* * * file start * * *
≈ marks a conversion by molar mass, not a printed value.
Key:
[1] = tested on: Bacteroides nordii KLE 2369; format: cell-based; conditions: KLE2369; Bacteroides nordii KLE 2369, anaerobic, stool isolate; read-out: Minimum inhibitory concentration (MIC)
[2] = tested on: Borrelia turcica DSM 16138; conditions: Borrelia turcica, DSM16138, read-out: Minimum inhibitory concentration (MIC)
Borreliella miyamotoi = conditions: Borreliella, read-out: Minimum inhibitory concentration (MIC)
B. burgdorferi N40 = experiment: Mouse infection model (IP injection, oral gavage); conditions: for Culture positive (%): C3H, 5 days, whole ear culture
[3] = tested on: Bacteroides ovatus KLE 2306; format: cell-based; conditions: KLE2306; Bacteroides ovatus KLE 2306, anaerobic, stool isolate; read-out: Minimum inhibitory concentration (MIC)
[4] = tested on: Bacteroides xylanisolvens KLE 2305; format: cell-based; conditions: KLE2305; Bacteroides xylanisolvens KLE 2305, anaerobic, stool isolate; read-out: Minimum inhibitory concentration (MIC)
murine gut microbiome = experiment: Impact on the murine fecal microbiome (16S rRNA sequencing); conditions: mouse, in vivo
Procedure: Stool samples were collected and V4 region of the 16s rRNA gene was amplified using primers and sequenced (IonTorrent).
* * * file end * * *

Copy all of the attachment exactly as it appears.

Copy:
≈ marks a conversion by molar mass, not a printed value.
Key:
[1] = tested on: Bacteroides nordii KLE 2369; format: cell-based; conditions: KLE2369; Bacteroides nordii KLE 2369, anaerobic, stool isolate; read-out: Minimum inhibitory concentration (MIC)
[2] = tested on: Borrelia turcica DSM 16138; conditions: Borrelia turcica, DSM16138, read-out: Minimum inhibitory concentration (MIC)
Borreliella miyamotoi = conditions: Borreliella, read-out: Minimum inhibitory concentration (MIC)
B. burgdorferi N40 = experiment: Mouse infection model (IP injection, oral gavage); conditions: for Culture positive (%): C3H, 5 days, whole ear culture
[3] = tested on: Bacteroides ovatus KLE 2306; format: cell-based; conditions: KLE2306; Bacteroides ovatus KLE 2306, anaerobic, stool isolate; read-out: Minimum inhibitory concentration (MIC)
[4] = tested on: Bacteroides xylanisolvens KLE 2305; format: cell-based; conditions: KLE2305; Bacteroides xylanisolvens KLE 2305, anaerobic, stool isolate; read-out: Minimum inhibitory concentration (MIC)
murine gut microbiome = experiment: Impact on the murine fecal microbiome (16S rRNA sequencing); conditions: mouse, in vivo
Procedure: Stool samples were collected and V4 region of the 16s rRNA gene was amplified using primers and sequenced (IonTorrent).